LIMA, Peru -- A new North American free trade deal appeared closer to reality on Saturday, after U.S. Vice-President Mike Pence became the latest Trump administration official to suggest an agreement could be reached within a matter of weeks.

The notably optimistic assessment followed a similar prediction by U.S. Commerce Secretary Wilbur Ross on Friday that a new NAFTA could be completed by the third week of May -- a surprisingly specific date given past uncertainty about the talks.

Taken together, the comments suggest the NAFTA negotiations -- which American, Canadian and Mexican trade officials are continuing in Washington this weekend -- are farther along than previously believed.

"It's not done yet, there are still issues that need to be resolved," Pence told reporters on the sidelines of the Summit of the Americas, which he and Ross were attending here in Peru's capital with leaders from across the Western Hemisphere.

"But we believe there is a real possibility that we could arrive at an agreement within the next several weeks for a renegotiated NAFTA that'll be a better deal for the American people."

Pence was in Lima on behalf of U.S. President Donald Trump, who opted to stay home to oversee Friday's military strikes against Syria. Earlier in the day, Pence met separately with Prime Minister Justin Trudeau and Mexican President Enrique Pena Nieto.

The meeting between Pence and Trudeau was largely overshadowed by those strikes, as the two condemned the Syrian government's alleged use of chemical weapons on April 7 that killed at least 40 people and injured hundreds more.

With reporters' cameras and tape recorders rolling, Trudeau told Pence that the airstrikes were "unfortunate, but necessary" to stop the Syrian government from launching further chemical-weapons attacks against civilians.

"This is something we cannot accept, the use of chemical weapons on civilians," Trudeau said, "and the international community needs to continue to stand extremely strongly as we continue to hold Syria accountable."

The Syrian government has denied responsibility for the attack, while Russia has pointed the finger at Israel and Britain.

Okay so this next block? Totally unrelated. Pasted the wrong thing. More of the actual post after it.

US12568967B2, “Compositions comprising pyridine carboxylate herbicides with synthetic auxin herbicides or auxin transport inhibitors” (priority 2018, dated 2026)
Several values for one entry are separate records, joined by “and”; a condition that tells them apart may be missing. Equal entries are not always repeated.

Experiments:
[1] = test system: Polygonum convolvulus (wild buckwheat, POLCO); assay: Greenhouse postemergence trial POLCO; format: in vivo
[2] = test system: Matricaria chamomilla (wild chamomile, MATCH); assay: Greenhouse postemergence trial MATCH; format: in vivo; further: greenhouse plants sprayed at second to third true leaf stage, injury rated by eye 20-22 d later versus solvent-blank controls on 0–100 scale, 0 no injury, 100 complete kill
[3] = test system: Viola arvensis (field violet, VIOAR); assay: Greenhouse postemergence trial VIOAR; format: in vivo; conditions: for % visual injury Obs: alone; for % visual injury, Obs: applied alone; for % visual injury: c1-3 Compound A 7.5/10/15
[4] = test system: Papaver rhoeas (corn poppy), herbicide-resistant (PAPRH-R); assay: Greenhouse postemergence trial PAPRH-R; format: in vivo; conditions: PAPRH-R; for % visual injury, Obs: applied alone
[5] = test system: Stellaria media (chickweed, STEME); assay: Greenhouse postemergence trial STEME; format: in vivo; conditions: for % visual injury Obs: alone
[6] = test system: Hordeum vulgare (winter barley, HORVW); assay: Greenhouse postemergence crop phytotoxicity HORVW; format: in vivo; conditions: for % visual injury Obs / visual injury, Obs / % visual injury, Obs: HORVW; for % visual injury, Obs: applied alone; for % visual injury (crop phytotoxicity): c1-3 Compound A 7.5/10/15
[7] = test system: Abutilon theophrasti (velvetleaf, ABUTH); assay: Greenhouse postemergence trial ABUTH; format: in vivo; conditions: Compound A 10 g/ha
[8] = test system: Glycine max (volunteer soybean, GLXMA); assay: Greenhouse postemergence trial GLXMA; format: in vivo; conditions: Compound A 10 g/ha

The U.S., Canada and their allies have largely dismissed Damascus's denials, but have not said how they know that the Syrian government was responsible.

NDP leader Jagmeet Singh issued a statement Saturday saying "escalating violence through further military action is not the way to bring peace and stability to Syria and the surrounding region," and calling for more funds to investigate atrocities in Syria.

For his part, Pence thanked Canada for backing the strikes and echoed Trump, British Prime Minister Theresa May and French President Emmanuel Macron in saying Syria's chemical-weapons facilities had been "degraded and crippled."

At the same time, he warned that the U.S. was prepared to "sustain this effort if necessary," though he expressed hopes that the combination of strikes and condemnation from countries like Canada would see Syria abandon such weapons.

Trudeau will meet Macron and May next week when he travels to France and then Britain.

While the crisis in Syria was front and centre, Trudeau and Pence expressed optimism about the state of NAFTA negotiations, the results of which will have dramatic ramifications for the U.S. and Canada.

There had been hopes leading up to this weekend's summit that an agreement might be signed, but that did not happen and instead, U.S. negotiators softened their demands on autos even as Trump said he will to renegotiate "forever."

But while Pence struck a notably confident tone, saying U.S. officials "think we're close," he went much farther a few hours later when he suggested a deal could be finished in a few weeks.